I worked with Leslie to select the designs and colorways you see in the shop, each of which are printed on an organic quilting-weight basecloth. These design-and-color combinations are completely unique to Salty Oat; you can't purchase them anywhere else! Additionally, Leslie recently announced that she'll be retiring two of the designs I stock---Gathering and Love Hearts---so now is definitely the time to grab them if you love them as much as I do.

Happy sewing!


scattered squares quilt

Do you have projects that begin in one place and wind up in another? When I started this quilt a few years ago, my idea was to create a colorful, scrappy checkerboard quilt, inspired by those by Red Pepper Quilts. At the time, I pieced five blocks and set them aside, assuming I would continue to add to my pile as I collected more 2.5" scraps.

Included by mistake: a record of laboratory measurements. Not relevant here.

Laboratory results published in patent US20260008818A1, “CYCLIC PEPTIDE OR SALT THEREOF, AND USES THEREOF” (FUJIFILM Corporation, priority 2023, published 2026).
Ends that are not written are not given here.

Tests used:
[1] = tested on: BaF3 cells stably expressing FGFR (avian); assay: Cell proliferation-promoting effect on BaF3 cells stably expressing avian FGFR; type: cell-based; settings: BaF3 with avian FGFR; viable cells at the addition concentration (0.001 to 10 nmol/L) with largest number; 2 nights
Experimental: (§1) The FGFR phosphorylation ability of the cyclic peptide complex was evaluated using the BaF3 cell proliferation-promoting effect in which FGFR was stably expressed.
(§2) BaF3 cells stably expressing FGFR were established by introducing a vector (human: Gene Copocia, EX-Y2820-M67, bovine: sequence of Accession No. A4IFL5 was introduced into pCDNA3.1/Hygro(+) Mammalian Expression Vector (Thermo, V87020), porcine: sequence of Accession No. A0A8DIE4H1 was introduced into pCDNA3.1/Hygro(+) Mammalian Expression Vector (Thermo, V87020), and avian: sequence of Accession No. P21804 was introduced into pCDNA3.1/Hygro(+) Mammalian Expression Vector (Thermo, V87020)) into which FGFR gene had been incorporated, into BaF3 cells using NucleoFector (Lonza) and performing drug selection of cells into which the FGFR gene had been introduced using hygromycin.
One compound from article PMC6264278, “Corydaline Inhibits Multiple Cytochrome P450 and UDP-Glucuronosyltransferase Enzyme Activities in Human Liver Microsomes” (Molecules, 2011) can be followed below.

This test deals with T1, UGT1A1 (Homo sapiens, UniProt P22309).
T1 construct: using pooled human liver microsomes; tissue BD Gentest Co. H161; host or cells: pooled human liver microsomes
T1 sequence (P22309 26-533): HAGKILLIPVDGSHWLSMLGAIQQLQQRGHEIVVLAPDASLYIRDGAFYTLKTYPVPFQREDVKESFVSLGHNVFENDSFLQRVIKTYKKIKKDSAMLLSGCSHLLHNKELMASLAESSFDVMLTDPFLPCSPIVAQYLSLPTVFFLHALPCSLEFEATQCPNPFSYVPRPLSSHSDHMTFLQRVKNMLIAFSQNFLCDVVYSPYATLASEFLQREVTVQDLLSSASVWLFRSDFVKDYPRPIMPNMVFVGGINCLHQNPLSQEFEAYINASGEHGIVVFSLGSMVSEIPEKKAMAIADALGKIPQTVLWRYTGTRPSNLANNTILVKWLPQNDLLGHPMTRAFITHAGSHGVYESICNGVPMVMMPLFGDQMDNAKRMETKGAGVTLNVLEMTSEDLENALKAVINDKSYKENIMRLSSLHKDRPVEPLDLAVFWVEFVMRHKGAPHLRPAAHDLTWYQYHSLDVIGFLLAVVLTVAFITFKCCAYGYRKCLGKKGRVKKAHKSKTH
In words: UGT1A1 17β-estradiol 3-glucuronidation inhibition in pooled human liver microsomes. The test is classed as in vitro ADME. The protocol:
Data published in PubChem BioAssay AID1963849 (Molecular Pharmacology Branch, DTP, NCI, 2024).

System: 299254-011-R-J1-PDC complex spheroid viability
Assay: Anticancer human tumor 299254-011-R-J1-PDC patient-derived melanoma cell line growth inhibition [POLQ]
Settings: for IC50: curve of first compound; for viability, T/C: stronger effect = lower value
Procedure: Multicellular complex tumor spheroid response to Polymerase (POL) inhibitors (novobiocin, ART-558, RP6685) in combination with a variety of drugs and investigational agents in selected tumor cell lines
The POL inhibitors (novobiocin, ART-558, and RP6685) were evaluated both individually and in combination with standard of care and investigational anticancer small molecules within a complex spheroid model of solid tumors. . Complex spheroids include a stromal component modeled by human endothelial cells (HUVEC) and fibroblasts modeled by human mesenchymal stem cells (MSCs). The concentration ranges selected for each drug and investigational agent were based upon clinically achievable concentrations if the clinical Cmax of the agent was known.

Fast forward to earlier last year, when I came across these blocks again while cleaning my studio. Rather than doing any more checkerboard piecing, I decided to make a quilt by mixing the blocks I had with large white and cream squares.

The resulting random and scattered layout, with its wide open spaces, is perfect, and I think better than what I'd originally envisioned.

I backed the top with a Marimekko large lime green dot, and quilted it with intersecting straight lines in a matching bright green thread. The binding is a navy-and-white stripe from Sew Modern.

This quilt is now listed for sale in the Salty Oat Etsy shop, and I can attest to its crinkly fluffiness, which makes it perfect for snuggling.

All quilt photos by Caroline Okun.